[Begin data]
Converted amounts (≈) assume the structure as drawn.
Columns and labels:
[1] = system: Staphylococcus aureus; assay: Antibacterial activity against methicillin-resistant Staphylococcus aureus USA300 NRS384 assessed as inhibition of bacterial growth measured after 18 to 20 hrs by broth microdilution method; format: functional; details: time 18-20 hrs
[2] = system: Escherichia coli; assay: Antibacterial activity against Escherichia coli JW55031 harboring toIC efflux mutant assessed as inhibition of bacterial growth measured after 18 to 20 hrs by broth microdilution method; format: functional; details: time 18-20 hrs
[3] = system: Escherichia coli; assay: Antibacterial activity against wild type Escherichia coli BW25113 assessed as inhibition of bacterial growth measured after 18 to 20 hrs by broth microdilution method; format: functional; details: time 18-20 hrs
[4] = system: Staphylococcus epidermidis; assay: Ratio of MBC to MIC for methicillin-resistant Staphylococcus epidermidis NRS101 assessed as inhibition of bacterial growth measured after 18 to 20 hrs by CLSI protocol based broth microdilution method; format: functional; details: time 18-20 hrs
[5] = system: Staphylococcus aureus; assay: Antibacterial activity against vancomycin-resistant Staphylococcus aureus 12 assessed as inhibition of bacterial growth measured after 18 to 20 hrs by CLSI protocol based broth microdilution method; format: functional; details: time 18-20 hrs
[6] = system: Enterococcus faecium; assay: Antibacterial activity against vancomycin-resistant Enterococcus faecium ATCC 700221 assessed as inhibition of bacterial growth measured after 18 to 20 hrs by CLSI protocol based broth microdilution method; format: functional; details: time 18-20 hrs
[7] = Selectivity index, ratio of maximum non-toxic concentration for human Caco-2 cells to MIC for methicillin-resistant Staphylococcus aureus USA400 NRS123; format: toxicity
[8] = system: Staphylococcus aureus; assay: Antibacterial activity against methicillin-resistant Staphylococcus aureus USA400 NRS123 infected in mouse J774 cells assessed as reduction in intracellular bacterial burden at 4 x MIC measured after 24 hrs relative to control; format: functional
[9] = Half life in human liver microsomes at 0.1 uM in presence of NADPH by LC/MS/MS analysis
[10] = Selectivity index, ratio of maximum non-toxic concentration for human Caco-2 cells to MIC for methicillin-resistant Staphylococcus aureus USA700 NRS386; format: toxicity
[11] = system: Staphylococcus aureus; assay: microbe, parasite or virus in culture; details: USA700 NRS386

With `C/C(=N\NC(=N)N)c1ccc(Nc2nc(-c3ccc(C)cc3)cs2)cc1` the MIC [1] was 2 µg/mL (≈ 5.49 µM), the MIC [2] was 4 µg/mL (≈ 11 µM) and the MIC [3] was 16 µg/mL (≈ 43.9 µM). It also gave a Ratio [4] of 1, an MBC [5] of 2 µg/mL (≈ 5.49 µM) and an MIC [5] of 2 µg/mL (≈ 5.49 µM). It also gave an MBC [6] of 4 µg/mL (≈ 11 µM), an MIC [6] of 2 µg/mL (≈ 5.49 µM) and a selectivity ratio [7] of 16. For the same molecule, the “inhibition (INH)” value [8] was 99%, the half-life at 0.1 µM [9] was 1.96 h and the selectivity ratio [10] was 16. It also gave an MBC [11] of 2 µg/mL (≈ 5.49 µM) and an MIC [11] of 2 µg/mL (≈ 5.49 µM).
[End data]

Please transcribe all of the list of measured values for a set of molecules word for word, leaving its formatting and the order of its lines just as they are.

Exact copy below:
Converted amounts (≈) assume the structure as drawn.
Columns and labels:
[1] = system: Staphylococcus aureus; assay: Antibacterial activity against methicillin-resistant Staphylococcus aureus USA300 NRS384 assessed as inhibition of bacterial growth measured after 18 to 20 hrs by broth microdilution method; format: functional; details: time 18-20 hrs
[2] = system: Escherichia coli; assay: Antibacterial activity against Escherichia coli JW55031 harboring toIC efflux mutant assessed as inhibition of bacterial growth measured after 18 to 20 hrs by broth microdilution method; format: functional; details: time 18-20 hrs
[3] = system: Escherichia coli; assay: Antibacterial activity against wild type Escherichia coli BW25113 assessed as inhibition of bacterial growth measured after 18 to 20 hrs by broth microdilution method; format: functional; details: time 18-20 hrs
[4] = system: Staphylococcus epidermidis; assay: Ratio of MBC to MIC for methicillin-resistant Staphylococcus epidermidis NRS101 assessed as inhibition of bacterial growth measured after 18 to 20 hrs by CLSI protocol based broth microdilution method; format: functional; details: time 18-20 hrs
[5] = system: Staphylococcus aureus; assay: Antibacterial activity against vancomycin-resistant Staphylococcus aureus 12 assessed as inhibition of bacterial growth measured after 18 to 20 hrs by CLSI protocol based broth microdilution method; format: functional; details: time 18-20 hrs
[6] = system: Enterococcus faecium; assay: Antibacterial activity against vancomycin-resistant Enterococcus faecium ATCC 700221 assessed as inhibition of bacterial growth measured after 18 to 20 hrs by CLSI protocol based broth microdilution method; format: functional; details: time 18-20 hrs
[7] = Selectivity index, ratio of maximum non-toxic concentration for human Caco-2 cells to MIC for methicillin-resistant Staphylococcus aureus USA400 NRS123; format: toxicity
[8] = system: Staphylococcus aureus; assay: Antibacterial activity against methicillin-resistant Staphylococcus aureus USA400 NRS123 infected in mouse J774 cells assessed as reduction in intracellular bacterial burden at 4 x MIC measured after 24 hrs relative to control; format: functional
[9] = Half life in human liver microsomes at 0.1 uM in presence of NADPH by LC/MS/MS analysis
[10] = Selectivity index, ratio of maximum non-toxic concentration for human Caco-2 cells to MIC for methicillin-resistant Staphylococcus aureus USA700 NRS386; format: toxicity
[11] = system: Staphylococcus aureus; assay: microbe, parasite or virus in culture; details: USA700 NRS386

With `C/C(=N\NC(=N)N)c1ccc(Nc2nc(-c3ccc(C)cc3)cs2)cc1` the MIC [1] was 2 µg/mL (≈ 5.49 µM), the MIC [2] was 4 µg/mL (≈ 11 µM) and the MIC [3] was 16 µg/mL (≈ 43.9 µM). It also gave a Ratio [4] of 1, an MBC [5] of 2 µg/mL (≈ 5.49 µM) and an MIC [5] of 2 µg/mL (≈ 5.49 µM). It also gave an MBC [6] of 4 µg/mL (≈ 11 µM), an MIC [6] of 2 µg/mL (≈ 5.49 µM) and a selectivity ratio [7] of 16. For the same molecule, the “inhibition (INH)” value [8] was 99%, the half-life at 0.1 µM [9] was 1.96 h and the selectivity ratio [10] was 16. It also gave an MBC [11] of 2 µg/mL (≈ 5.49 µM) and an MIC [11] of 2 µg/mL (≈ 5.49 µM).